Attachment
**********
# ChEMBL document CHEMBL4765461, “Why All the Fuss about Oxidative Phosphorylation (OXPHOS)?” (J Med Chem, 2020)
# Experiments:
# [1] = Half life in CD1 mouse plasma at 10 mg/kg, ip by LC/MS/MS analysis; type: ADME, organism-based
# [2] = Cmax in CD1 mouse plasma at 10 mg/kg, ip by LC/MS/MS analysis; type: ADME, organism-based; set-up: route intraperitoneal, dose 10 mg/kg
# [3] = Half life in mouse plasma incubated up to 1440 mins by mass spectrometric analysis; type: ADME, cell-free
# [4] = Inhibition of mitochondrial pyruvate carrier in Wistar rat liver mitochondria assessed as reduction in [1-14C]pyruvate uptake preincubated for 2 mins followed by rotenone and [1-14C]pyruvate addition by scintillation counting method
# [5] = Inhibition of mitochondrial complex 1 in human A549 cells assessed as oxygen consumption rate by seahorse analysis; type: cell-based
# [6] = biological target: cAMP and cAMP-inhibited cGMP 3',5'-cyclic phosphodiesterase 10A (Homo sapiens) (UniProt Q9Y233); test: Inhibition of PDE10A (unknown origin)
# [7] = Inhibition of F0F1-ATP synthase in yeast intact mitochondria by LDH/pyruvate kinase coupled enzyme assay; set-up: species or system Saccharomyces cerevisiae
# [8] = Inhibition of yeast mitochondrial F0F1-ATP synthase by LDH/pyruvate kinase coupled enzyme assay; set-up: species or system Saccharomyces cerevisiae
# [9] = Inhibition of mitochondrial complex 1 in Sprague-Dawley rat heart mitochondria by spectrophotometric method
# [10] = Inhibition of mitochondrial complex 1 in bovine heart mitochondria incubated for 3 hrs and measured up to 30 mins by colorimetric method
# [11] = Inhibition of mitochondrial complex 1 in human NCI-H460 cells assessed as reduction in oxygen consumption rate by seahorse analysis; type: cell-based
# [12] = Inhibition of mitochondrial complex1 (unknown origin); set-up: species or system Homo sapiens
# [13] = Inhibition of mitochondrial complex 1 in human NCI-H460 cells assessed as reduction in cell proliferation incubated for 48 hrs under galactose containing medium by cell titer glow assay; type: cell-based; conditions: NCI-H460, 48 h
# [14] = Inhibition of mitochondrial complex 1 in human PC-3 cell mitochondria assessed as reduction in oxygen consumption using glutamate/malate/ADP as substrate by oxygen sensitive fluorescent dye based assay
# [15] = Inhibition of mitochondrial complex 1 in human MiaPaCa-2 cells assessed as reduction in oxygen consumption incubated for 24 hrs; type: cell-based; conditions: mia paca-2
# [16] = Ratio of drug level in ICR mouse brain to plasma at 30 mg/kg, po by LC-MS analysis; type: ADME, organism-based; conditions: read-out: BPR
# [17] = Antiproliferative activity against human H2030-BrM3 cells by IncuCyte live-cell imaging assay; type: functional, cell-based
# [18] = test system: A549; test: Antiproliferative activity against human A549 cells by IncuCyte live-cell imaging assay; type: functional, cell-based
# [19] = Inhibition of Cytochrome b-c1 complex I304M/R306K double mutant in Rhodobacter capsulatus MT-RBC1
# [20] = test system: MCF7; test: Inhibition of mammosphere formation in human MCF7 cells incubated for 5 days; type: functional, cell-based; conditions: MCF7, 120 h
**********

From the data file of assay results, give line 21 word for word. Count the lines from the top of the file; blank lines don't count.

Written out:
# [19] = Inhibition of Cytochrome b-c1 complex I304M/R306K double mutant in Rhodobacter capsulatus MT-RBC1